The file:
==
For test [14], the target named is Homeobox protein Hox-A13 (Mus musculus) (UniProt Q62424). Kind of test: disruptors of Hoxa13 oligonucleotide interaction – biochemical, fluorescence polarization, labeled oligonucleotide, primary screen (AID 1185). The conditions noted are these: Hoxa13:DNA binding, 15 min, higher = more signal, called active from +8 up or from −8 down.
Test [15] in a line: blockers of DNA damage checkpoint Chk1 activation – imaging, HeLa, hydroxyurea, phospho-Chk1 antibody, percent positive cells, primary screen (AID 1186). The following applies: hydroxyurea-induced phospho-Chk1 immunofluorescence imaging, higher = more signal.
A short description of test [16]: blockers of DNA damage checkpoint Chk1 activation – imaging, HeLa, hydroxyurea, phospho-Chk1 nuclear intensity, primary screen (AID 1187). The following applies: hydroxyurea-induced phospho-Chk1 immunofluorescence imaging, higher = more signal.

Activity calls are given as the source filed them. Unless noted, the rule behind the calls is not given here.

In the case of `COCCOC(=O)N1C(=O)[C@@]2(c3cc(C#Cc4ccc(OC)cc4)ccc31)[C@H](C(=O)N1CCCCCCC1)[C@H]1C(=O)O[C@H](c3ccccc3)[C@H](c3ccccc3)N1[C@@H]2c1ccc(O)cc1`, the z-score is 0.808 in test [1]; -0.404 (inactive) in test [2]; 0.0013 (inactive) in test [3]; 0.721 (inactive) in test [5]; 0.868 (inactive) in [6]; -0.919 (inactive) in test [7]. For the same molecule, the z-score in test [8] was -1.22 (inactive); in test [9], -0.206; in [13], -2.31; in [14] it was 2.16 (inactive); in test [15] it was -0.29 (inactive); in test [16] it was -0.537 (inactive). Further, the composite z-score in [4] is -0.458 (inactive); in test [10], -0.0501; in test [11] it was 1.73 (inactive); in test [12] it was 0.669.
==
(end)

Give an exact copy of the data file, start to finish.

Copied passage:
For test [14], the target named is Homeobox protein Hox-A13 (Mus musculus) (UniProt Q62424). Kind of test: disruptors of Hoxa13 oligonucleotide interaction – biochemical, fluorescence polarization, labeled oligonucleotide, primary screen (AID 1185). The conditions noted are these: Hoxa13:DNA binding, 15 min, higher = more signal, called active from +8 up or from −8 down.
Test [15] in a line: blockers of DNA damage checkpoint Chk1 activation – imaging, HeLa, hydroxyurea, phospho-Chk1 antibody, percent positive cells, primary screen (AID 1186). The following applies: hydroxyurea-induced phospho-Chk1 immunofluorescence imaging, higher = more signal.
A short description of test [16]: blockers of DNA damage checkpoint Chk1 activation – imaging, HeLa, hydroxyurea, phospho-Chk1 nuclear intensity, primary screen (AID 1187). The following applies: hydroxyurea-induced phospho-Chk1 immunofluorescence imaging, higher = more signal.

Activity calls are given as the source filed them. Unless noted, the rule behind the calls is not given here.

In the case of `COCCOC(=O)N1C(=O)[C@@]2(c3cc(C#Cc4ccc(OC)cc4)ccc31)[C@H](C(=O)N1CCCCCCC1)[C@H]1C(=O)O[C@H](c3ccccc3)[C@H](c3ccccc3)N1[C@@H]2c1ccc(O)cc1`, the z-score is 0.808 in test [1]; -0.404 (inactive) in test [2]; 0.0013 (inactive) in test [3]; 0.721 (inactive) in test [5]; 0.868 (inactive) in [6]; -0.919 (inactive) in test [7]. For the same molecule, the z-score in test [8] was -1.22 (inactive); in test [9], -0.206; in [13], -2.31; in [14] it was 2.16 (inactive); in test [15] it was -0.29 (inactive); in test [16] it was -0.537 (inactive). Further, the composite z-score in [4] is -0.458 (inactive); in test [10], -0.0501; in test [11] it was 1.73 (inactive); in test [12] it was 0.669.